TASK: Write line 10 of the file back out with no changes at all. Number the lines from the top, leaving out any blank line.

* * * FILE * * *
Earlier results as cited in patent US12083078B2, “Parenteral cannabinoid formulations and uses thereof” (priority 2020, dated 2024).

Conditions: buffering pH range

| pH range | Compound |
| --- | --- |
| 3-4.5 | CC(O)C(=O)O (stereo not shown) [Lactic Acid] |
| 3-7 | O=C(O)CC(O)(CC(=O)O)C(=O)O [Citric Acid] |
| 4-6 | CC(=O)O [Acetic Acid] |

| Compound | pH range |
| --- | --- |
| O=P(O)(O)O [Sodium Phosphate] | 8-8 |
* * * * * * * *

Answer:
| O=P(O)(O)O [Sodium Phosphate] | 8-8 |